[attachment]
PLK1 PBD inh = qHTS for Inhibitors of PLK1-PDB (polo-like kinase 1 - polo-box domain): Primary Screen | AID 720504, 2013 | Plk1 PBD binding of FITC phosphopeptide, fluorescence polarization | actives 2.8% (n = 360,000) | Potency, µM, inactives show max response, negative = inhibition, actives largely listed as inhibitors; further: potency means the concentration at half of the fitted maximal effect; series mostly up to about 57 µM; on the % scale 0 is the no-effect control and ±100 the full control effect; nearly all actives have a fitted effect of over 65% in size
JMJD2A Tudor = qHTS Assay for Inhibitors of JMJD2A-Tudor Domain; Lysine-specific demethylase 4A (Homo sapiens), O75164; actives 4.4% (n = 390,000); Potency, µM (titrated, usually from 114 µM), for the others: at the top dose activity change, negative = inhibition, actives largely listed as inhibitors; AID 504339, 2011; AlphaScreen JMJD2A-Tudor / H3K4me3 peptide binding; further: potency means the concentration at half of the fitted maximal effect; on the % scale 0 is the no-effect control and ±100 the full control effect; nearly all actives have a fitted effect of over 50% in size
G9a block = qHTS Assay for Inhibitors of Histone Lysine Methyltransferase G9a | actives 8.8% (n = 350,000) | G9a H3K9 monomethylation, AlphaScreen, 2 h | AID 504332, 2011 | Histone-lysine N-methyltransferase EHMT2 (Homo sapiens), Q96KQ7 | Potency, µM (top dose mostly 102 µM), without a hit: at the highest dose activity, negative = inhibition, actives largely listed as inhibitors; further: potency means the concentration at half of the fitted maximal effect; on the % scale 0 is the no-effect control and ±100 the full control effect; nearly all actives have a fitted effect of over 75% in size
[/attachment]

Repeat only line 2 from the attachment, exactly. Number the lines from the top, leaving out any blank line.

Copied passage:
JMJD2A Tudor = qHTS Assay for Inhibitors of JMJD2A-Tudor Domain; Lysine-specific demethylase 4A (Homo sapiens), O75164; actives 4.4% (n = 390,000); Potency, µM (titrated, usually from 114 µM), for the others: at the top dose activity change, negative = inhibition, actives largely listed as inhibitors; AID 504339, 2011; AlphaScreen JMJD2A-Tudor / H3K4me3 peptide binding; further: potency means the concentration at half of the fitted maximal effect; on the % scale 0 is the no-effect control and ±100 the full control effect; nearly all actives have a fitted effect of over 50% in size